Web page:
Oliver Queen (Stephen Amel) is a famous billionaire from Starling City. One day when he is travelling on a boat with his father and his girlfriend’s sister, they get shipwrecked, and Oliver gets stranded on an island for almost five years. He learns how to survive, combat, and be mentally stronger simply to stay alive. When he finally manages to return to civilization, he does not return as the usual “Ollie.” He decides to create a persona of a hooded man dressed in green who is highly skilled in archery. He becomes a vigilante, delivering justice, fighting the ills of society.
When Oliver returns home after several years, it is interesting to witness the other characters’ behavior. He slowly reconnects with those closest to him, his devoted mother Moira, his beloved sister Thea, and best friend Tommy Merlyn, but struggles with his ex-girlfriend Dinah “Laurel” Lance, who blames him for her sister’s death.
Oliver does not have any spectacular powers, only the ability to fight, like any other ordinary and well-trained human. This aspect makes the show pretty interesting, but it misses the opportunity to take advantage of supernatural aspects and villains. After watching the first episode, it is clear that this was never one of the writers’ goals. The city is already full of bad guys who do not need any superpower to be villains. On the contrary, they just need money and an army of mercenaries. But their reign is over since it is time for the Green Arrow to impose the order.
The ‘Arrow’ series has an atmosphere very similar to the style implemented by Christopher Nolan in his Batman trilogy. It is full of dark and psychological elements with its feet on the ground of reality. We notice it when we see the hero’s costume, which is practical and not at all extravagant, and in the fact that it is not called “Green Arrow” but “Justice” or “Hooded” (although by the Second Season, it will finally be called “Green Arrow”). Likewise, other DC characters who make an appearance here also tend to be called more by their first names than their alter egos. Finally, we see his skillful use of trick arrows on very few occasions which are more than enjoyable.
The island and the boat accident scenes appear in small fragments throughout the episode: we just get the notion that the protagonist was forced to adapt and trained tirelessly until he achieved an enviable physical ability. The boat accident scene is quite tense, especially with his legs sucked into the water. There is an ongoing mystery in the flashbacks; we feel there is a hidden story there waiting to be revealed in coming episodes!
Each chapter’s plot twists are good enough to keep the viewer interested throughout the next, with surprises and subplots that make us want to continue watching the next episode. That being said, we have to underline that, like most TV series with many seasons, the story’s quality decreases as seasons pass by.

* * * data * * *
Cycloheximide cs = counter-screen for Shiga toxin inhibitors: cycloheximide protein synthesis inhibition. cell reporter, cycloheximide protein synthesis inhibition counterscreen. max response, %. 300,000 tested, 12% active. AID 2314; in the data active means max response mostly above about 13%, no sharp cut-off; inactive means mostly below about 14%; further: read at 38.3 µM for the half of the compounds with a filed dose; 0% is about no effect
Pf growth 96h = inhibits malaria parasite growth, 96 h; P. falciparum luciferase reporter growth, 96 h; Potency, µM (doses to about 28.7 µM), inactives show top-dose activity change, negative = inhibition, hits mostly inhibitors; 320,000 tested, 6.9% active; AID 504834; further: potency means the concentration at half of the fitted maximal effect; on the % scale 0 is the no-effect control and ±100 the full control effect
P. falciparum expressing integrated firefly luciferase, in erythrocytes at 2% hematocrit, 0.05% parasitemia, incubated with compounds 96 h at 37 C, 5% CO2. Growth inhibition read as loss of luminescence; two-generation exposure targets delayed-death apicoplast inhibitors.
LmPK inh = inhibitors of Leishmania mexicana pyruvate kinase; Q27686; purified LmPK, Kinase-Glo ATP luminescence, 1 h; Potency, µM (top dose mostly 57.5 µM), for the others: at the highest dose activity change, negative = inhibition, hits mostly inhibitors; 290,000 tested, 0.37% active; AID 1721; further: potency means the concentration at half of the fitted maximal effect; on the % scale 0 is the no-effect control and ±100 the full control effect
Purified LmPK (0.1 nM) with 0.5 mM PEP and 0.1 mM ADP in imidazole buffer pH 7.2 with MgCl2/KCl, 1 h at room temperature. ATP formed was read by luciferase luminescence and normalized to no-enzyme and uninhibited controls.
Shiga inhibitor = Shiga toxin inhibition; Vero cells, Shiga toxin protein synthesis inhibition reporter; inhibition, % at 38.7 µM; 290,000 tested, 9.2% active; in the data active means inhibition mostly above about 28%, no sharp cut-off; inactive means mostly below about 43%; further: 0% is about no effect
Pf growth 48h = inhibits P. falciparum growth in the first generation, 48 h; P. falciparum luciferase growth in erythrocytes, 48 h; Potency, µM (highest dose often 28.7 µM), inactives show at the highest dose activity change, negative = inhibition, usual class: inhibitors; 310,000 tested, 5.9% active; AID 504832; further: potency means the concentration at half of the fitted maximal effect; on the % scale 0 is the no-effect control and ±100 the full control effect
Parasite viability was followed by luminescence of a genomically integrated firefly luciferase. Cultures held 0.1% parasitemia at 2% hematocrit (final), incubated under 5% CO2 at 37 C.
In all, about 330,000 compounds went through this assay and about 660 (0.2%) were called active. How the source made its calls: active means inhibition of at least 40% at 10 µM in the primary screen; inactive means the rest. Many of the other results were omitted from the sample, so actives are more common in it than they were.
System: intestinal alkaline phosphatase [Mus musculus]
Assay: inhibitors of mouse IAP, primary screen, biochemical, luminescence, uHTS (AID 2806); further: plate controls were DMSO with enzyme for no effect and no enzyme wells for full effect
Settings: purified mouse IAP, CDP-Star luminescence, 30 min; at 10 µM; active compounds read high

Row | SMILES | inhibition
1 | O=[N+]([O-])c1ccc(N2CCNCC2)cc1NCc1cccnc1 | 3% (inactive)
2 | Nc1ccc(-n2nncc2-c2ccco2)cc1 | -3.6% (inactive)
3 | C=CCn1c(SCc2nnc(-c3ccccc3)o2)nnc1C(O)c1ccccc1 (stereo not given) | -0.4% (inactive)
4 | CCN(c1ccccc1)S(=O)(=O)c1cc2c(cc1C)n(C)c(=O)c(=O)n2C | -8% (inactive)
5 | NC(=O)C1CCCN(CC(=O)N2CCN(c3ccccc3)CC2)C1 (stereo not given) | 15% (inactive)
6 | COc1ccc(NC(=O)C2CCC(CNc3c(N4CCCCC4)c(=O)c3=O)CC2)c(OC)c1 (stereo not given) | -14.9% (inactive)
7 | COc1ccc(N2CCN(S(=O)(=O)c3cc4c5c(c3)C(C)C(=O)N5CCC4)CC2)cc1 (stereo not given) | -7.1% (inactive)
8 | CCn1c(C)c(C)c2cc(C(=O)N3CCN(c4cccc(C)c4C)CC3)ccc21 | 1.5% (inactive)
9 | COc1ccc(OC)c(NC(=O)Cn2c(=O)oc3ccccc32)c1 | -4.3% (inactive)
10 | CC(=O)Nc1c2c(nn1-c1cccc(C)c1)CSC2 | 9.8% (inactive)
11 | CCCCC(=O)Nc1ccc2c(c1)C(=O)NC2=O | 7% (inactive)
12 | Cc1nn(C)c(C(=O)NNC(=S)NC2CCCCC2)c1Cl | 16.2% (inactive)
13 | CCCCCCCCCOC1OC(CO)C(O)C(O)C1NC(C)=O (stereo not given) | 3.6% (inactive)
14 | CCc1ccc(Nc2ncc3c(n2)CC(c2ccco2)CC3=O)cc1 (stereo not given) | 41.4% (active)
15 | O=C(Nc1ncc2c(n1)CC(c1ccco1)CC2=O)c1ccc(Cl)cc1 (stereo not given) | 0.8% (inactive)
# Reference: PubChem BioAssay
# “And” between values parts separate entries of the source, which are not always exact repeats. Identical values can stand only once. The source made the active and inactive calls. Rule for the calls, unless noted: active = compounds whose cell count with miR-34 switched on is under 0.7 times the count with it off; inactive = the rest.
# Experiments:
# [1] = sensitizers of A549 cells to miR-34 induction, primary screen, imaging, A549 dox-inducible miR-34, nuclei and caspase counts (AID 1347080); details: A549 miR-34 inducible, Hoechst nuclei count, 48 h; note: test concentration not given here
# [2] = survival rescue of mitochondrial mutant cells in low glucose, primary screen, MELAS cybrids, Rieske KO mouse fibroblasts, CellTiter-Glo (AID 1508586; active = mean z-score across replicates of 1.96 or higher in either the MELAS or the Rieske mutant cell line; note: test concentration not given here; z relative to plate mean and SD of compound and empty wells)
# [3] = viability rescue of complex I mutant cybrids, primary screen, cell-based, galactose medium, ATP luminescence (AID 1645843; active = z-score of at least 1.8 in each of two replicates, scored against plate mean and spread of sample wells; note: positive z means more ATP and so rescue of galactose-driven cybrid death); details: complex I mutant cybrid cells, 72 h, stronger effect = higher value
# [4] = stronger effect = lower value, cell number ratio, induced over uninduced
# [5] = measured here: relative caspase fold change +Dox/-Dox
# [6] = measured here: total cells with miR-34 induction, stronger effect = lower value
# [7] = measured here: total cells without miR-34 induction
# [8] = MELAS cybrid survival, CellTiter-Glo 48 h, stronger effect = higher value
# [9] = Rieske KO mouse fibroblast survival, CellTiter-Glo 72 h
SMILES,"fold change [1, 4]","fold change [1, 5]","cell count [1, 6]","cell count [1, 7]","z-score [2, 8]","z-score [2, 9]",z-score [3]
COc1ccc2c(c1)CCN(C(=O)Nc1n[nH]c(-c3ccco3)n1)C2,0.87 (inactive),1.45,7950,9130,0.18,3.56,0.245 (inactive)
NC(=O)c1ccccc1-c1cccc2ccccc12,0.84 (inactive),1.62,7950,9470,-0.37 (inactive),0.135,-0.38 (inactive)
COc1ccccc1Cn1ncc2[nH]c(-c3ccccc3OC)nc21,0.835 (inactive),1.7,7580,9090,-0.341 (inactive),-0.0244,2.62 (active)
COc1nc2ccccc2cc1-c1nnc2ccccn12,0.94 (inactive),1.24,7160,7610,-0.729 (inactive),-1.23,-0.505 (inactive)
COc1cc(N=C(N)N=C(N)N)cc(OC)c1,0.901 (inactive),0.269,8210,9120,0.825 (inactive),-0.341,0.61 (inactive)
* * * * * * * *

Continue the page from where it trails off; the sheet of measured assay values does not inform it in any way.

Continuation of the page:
Characters and acting
Stephen Amell gives life to Oliver Queen, the Green Arrow, and the truth is that he does an excellent job. He interprets both sides of the same coin remarkably. Here we must clarify that Oliver Queen is not a “mask” to hide the Green Arrow’s identity. He just lives his life, so he doesn’t play with duality the way Bruce Wayne – Batman or Clark Kent – Superman does. Amell shines with his own light presenting an incredible physique and executing great action sequences and melee battles. He brings a dimension to the character with a powerful emotional charge, which, combined with his physical preparation, manages to convince us that the universe of the show is plausible.
Katie Cassidy also does well as Queen’s ex-girlfriend Dinah Lance’s rather weakly-written role, who finds the right balance of warmth and strength for her character. Colin Donnell as Tommy and Willa Holland as Thea are also good, acting as the show’s sub-characters, enriching the story.
Music and cinematography
And finally, we come to the part of the highest praise; the action scenes look like they will be the biggest attraction of the series. David Barrett uses pictures and camera movements that are very attractive and well-montaged, bringing clarity regarding what is happening and where. The photography is excellent during the present, the exterior scenes of the mansion are stunning, but when it comes to flashbacks, it gets a bit messy.
The saturation in the image just doesn’t help with the narration. But what brings the most significant negative points to the pilot for sure is its weak soundtrack that gets in the way of the narrative and manages to remove the density of crucial scenes.
Arrow is a great series picturing the superhero, Green Arrow, in all his dimensions. Especially fans of superheroes like Batman, heroes with traumas and dark corners in his personality, would like the show a lot. In general, Arrow mixes action with drama and romance without any of the genres being dominant. It is an excellent series for those who want a full-of-action, a whole-package superhero movie with each episode.